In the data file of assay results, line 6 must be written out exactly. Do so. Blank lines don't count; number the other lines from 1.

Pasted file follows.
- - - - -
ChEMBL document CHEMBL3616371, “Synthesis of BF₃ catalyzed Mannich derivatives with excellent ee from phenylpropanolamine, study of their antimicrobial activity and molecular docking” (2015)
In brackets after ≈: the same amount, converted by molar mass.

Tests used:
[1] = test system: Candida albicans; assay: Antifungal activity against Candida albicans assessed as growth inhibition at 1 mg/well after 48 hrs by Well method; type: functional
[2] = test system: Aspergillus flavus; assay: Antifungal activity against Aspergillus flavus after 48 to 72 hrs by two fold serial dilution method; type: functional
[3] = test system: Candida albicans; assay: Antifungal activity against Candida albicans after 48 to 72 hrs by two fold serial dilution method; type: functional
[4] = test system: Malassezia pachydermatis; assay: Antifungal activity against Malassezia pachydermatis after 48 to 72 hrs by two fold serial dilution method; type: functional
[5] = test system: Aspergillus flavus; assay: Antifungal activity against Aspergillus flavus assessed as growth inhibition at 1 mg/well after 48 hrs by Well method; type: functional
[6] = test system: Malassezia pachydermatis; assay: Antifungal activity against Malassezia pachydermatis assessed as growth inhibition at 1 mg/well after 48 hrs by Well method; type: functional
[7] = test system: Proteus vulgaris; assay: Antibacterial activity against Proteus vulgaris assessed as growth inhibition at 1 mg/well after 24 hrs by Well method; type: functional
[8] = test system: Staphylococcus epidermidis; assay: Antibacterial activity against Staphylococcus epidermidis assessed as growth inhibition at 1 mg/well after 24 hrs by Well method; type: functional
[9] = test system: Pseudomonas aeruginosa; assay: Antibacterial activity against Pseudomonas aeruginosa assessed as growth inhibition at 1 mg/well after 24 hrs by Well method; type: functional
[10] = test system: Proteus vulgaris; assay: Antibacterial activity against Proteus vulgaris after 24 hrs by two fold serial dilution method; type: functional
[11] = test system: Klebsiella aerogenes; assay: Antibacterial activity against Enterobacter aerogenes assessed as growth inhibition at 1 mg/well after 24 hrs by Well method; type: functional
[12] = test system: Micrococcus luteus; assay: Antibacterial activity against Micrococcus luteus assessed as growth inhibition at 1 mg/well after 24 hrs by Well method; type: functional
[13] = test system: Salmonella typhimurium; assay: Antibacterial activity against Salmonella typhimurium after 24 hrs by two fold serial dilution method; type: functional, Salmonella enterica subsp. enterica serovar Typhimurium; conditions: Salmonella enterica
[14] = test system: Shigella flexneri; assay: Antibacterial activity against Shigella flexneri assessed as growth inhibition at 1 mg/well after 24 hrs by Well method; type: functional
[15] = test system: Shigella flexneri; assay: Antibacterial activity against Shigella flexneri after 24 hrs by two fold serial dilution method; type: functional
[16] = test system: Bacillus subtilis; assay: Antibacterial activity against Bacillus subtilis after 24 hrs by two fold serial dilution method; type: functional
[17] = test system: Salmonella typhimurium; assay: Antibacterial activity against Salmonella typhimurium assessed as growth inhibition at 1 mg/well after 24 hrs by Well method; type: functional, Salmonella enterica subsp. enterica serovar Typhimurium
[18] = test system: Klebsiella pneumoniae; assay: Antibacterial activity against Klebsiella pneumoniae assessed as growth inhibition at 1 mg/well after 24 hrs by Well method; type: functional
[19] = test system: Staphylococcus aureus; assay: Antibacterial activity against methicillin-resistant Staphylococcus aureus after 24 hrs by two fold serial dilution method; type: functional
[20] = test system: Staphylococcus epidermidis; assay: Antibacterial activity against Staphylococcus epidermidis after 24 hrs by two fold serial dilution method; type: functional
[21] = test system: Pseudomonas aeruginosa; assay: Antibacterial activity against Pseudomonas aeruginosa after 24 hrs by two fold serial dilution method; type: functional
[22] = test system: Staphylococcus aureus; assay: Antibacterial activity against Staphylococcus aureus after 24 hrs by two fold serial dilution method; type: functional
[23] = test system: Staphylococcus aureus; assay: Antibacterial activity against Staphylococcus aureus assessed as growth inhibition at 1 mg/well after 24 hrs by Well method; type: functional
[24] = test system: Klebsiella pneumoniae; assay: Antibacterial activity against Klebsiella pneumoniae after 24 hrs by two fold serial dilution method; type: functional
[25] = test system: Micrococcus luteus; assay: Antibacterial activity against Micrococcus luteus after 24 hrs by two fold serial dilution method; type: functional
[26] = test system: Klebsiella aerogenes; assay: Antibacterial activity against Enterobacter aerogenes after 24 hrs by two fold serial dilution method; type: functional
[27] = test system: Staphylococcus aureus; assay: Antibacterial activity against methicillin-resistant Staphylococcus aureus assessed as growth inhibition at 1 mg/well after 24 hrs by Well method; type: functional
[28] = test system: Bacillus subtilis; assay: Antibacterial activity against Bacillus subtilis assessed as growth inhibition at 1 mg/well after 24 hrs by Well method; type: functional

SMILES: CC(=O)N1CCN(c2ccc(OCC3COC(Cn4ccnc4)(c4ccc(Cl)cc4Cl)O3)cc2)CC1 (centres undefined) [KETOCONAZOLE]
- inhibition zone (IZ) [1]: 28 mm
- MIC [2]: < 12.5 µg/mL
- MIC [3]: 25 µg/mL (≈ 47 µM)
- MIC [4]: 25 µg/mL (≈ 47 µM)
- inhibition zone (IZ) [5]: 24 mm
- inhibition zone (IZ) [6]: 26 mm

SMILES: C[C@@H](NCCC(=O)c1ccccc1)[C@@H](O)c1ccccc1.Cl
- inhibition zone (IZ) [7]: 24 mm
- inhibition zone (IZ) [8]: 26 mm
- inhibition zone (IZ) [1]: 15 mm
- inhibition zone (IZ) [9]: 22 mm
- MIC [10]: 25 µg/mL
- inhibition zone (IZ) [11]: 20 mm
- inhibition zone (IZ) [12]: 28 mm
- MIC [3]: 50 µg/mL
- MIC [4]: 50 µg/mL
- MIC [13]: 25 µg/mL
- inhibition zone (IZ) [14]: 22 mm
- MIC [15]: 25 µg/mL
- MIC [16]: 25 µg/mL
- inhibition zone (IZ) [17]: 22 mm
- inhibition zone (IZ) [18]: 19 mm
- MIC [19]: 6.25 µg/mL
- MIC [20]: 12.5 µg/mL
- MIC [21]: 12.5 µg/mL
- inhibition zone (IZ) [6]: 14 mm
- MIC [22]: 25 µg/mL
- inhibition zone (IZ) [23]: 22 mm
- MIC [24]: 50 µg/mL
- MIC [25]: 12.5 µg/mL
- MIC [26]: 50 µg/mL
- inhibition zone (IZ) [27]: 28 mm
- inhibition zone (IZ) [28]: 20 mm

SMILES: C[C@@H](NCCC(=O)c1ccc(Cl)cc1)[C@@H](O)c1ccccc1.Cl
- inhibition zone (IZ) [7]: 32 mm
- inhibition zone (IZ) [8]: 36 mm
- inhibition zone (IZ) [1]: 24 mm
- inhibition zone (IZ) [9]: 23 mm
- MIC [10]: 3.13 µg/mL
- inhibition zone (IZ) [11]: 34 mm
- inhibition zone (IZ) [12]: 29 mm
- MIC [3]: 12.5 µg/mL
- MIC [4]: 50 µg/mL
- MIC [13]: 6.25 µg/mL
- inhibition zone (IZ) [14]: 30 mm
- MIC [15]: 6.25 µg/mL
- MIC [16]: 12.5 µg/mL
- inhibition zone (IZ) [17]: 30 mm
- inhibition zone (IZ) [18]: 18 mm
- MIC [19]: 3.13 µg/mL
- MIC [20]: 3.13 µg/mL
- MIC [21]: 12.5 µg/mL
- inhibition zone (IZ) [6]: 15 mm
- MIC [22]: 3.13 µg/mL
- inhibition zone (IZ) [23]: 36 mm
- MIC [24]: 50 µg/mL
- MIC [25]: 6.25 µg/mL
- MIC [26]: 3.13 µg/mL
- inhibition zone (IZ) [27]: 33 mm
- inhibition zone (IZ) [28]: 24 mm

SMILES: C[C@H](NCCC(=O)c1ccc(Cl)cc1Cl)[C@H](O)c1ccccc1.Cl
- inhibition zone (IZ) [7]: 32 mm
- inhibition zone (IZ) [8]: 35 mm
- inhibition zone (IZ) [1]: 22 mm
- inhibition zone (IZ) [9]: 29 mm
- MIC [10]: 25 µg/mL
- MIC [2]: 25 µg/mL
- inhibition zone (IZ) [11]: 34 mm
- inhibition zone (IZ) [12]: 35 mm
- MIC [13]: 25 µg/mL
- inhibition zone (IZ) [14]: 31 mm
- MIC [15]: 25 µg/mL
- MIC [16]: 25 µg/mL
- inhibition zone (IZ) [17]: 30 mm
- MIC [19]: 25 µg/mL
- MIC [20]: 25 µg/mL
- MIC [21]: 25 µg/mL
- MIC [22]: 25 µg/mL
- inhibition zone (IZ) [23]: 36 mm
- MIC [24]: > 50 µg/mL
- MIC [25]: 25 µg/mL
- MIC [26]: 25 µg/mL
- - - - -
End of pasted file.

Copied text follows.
[3] = test system: Candida albicans; assay: Antifungal activity against Candida albicans after 48 to 72 hrs by two fold serial dilution method; type: functional